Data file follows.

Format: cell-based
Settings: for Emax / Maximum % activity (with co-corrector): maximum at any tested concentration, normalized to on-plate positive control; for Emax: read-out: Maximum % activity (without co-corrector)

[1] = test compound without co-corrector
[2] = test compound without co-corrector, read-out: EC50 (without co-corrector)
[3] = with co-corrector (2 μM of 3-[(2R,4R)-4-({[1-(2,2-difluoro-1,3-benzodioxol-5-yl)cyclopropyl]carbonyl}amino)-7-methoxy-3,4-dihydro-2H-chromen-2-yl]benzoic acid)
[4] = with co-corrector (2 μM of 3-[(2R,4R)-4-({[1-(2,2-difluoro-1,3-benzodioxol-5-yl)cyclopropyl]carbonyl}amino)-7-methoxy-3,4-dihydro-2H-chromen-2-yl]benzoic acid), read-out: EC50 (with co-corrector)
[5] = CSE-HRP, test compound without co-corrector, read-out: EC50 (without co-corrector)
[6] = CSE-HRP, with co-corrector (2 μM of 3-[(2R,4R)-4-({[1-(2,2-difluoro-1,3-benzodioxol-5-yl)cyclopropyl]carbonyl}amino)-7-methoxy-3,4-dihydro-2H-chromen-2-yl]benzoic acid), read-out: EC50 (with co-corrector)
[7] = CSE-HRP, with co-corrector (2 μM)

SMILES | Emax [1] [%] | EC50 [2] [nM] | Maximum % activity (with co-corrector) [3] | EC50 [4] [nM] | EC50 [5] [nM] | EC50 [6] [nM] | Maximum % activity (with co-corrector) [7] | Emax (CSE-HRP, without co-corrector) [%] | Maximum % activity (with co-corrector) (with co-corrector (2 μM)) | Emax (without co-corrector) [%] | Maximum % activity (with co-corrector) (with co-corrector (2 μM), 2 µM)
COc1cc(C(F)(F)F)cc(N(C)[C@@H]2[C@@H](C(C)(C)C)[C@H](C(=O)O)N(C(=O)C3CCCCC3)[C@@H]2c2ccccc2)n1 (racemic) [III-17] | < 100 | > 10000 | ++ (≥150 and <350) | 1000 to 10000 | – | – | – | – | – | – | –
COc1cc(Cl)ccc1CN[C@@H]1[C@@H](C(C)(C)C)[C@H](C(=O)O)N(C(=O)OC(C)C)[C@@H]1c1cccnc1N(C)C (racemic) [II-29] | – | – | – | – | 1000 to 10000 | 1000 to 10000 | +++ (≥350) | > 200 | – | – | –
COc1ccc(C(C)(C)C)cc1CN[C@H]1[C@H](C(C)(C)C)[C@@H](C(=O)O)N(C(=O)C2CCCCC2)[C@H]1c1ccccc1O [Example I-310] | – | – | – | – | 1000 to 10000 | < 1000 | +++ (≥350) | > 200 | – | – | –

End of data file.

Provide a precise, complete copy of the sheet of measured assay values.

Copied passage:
Format: cell-based
Settings: for Emax / Maximum % activity (with co-corrector): maximum at any tested concentration, normalized to on-plate positive control; for Emax: read-out: Maximum % activity (without co-corrector)

[1] = test compound without co-corrector
[2] = test compound without co-corrector, read-out: EC50 (without co-corrector)
[3] = with co-corrector (2 μM of 3-[(2R,4R)-4-({[1-(2,2-difluoro-1,3-benzodioxol-5-yl)cyclopropyl]carbonyl}amino)-7-methoxy-3,4-dihydro-2H-chromen-2-yl]benzoic acid)
[4] = with co-corrector (2 μM of 3-[(2R,4R)-4-({[1-(2,2-difluoro-1,3-benzodioxol-5-yl)cyclopropyl]carbonyl}amino)-7-methoxy-3,4-dihydro-2H-chromen-2-yl]benzoic acid), read-out: EC50 (with co-corrector)
[5] = CSE-HRP, test compound without co-corrector, read-out: EC50 (without co-corrector)
[6] = CSE-HRP, with co-corrector (2 μM of 3-[(2R,4R)-4-({[1-(2,2-difluoro-1,3-benzodioxol-5-yl)cyclopropyl]carbonyl}amino)-7-methoxy-3,4-dihydro-2H-chromen-2-yl]benzoic acid), read-out: EC50 (with co-corrector)
[7] = CSE-HRP, with co-corrector (2 μM)

SMILES | Emax [1] [%] | EC50 [2] [nM] | Maximum % activity (with co-corrector) [3] | EC50 [4] [nM] | EC50 [5] [nM] | EC50 [6] [nM] | Maximum % activity (with co-corrector) [7] | Emax (CSE-HRP, without co-corrector) [%] | Maximum % activity (with co-corrector) (with co-corrector (2 μM)) | Emax (without co-corrector) [%] | Maximum % activity (with co-corrector) (with co-corrector (2 μM), 2 µM)
COc1cc(C(F)(F)F)cc(N(C)[C@@H]2[C@@H](C(C)(C)C)[C@H](C(=O)O)N(C(=O)C3CCCCC3)[C@@H]2c2ccccc2)n1 (racemic) [III-17] | < 100 | > 10000 | ++ (≥150 and <350) | 1000 to 10000 | – | – | – | – | – | – | –
COc1cc(Cl)ccc1CN[C@@H]1[C@@H](C(C)(C)C)[C@H](C(=O)O)N(C(=O)OC(C)C)[C@@H]1c1cccnc1N(C)C (racemic) [II-29] | – | – | – | – | 1000 to 10000 | 1000 to 10000 | +++ (≥350) | > 200 | – | – | –
COc1ccc(C(C)(C)C)cc1CN[C@H]1[C@H](C(C)(C)C)[C@@H](C(=O)O)N(C(=O)C2CCCCC2)[C@H]1c1ccccc1O [Example I-310] | – | – | – | – | 1000 to 10000 | < 1000 | +++ (≥350) | > 200 | – | – | –